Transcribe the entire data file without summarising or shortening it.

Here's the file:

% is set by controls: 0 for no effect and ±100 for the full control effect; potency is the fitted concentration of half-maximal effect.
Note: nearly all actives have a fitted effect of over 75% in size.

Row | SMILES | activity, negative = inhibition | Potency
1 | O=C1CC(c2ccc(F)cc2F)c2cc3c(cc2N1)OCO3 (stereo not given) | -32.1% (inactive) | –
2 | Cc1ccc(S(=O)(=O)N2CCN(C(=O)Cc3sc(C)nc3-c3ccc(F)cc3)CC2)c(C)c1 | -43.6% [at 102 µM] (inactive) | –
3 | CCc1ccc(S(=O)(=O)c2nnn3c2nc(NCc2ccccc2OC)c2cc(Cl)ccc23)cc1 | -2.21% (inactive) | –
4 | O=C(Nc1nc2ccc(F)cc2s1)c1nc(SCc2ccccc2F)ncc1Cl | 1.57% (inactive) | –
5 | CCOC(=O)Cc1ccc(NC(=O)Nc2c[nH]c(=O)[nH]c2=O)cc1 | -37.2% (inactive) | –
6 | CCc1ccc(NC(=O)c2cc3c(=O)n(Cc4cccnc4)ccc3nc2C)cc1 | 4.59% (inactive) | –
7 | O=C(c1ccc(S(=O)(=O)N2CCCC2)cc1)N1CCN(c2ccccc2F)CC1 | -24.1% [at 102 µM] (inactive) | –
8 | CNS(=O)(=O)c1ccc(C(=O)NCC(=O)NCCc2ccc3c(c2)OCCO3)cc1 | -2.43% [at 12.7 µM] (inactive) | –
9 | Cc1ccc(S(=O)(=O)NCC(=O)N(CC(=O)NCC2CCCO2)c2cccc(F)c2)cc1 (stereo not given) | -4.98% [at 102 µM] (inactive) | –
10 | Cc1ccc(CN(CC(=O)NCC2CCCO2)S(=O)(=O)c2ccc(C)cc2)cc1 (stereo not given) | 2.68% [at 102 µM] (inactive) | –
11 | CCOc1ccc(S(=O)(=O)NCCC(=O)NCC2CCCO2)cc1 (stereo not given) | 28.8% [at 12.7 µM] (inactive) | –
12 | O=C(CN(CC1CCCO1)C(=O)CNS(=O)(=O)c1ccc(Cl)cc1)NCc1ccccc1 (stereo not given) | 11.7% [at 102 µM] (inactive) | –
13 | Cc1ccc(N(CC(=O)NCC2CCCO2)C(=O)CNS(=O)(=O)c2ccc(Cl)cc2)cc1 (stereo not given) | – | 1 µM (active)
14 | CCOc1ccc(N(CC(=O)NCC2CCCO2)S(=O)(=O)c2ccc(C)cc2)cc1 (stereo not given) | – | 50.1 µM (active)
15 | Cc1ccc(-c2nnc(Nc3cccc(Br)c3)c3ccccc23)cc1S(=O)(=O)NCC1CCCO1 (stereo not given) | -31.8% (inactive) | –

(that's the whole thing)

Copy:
% is set by controls: 0 for no effect and ±100 for the full control effect; potency is the fitted concentration of half-maximal effect.
Note: nearly all actives have a fitted effect of over 75% in size.

Row | SMILES | activity, negative = inhibition | Potency
1 | O=C1CC(c2ccc(F)cc2F)c2cc3c(cc2N1)OCO3 (stereo not given) | -32.1% (inactive) | –
2 | Cc1ccc(S(=O)(=O)N2CCN(C(=O)Cc3sc(C)nc3-c3ccc(F)cc3)CC2)c(C)c1 | -43.6% [at 102 µM] (inactive) | –
3 | CCc1ccc(S(=O)(=O)c2nnn3c2nc(NCc2ccccc2OC)c2cc(Cl)ccc23)cc1 | -2.21% (inactive) | –
4 | O=C(Nc1nc2ccc(F)cc2s1)c1nc(SCc2ccccc2F)ncc1Cl | 1.57% (inactive) | –
5 | CCOC(=O)Cc1ccc(NC(=O)Nc2c[nH]c(=O)[nH]c2=O)cc1 | -37.2% (inactive) | –
6 | CCc1ccc(NC(=O)c2cc3c(=O)n(Cc4cccnc4)ccc3nc2C)cc1 | 4.59% (inactive) | –
7 | O=C(c1ccc(S(=O)(=O)N2CCCC2)cc1)N1CCN(c2ccccc2F)CC1 | -24.1% [at 102 µM] (inactive) | –
8 | CNS(=O)(=O)c1ccc(C(=O)NCC(=O)NCCc2ccc3c(c2)OCCO3)cc1 | -2.43% [at 12.7 µM] (inactive) | –
9 | Cc1ccc(S(=O)(=O)NCC(=O)N(CC(=O)NCC2CCCO2)c2cccc(F)c2)cc1 (stereo not given) | -4.98% [at 102 µM] (inactive) | –
10 | Cc1ccc(CN(CC(=O)NCC2CCCO2)S(=O)(=O)c2ccc(C)cc2)cc1 (stereo not given) | 2.68% [at 102 µM] (inactive) | –
11 | CCOc1ccc(S(=O)(=O)NCCC(=O)NCC2CCCO2)cc1 (stereo not given) | 28.8% [at 12.7 µM] (inactive) | –
12 | O=C(CN(CC1CCCO1)C(=O)CNS(=O)(=O)c1ccc(Cl)cc1)NCc1ccccc1 (stereo not given) | 11.7% [at 102 µM] (inactive) | –
13 | Cc1ccc(N(CC(=O)NCC2CCCO2)C(=O)CNS(=O)(=O)c2ccc(Cl)cc2)cc1 (stereo not given) | – | 1 µM (active)
14 | CCOc1ccc(N(CC(=O)NCC2CCCO2)S(=O)(=O)c2ccc(C)cc2)cc1 (stereo not given) | – | 50.1 µM (active)
15 | Cc1ccc(-c2nnc(Nc3cccc(Br)c3)c3ccccc23)cc1S(=O)(=O)NCC1CCCO1 (stereo not given) | -31.8% (inactive) | –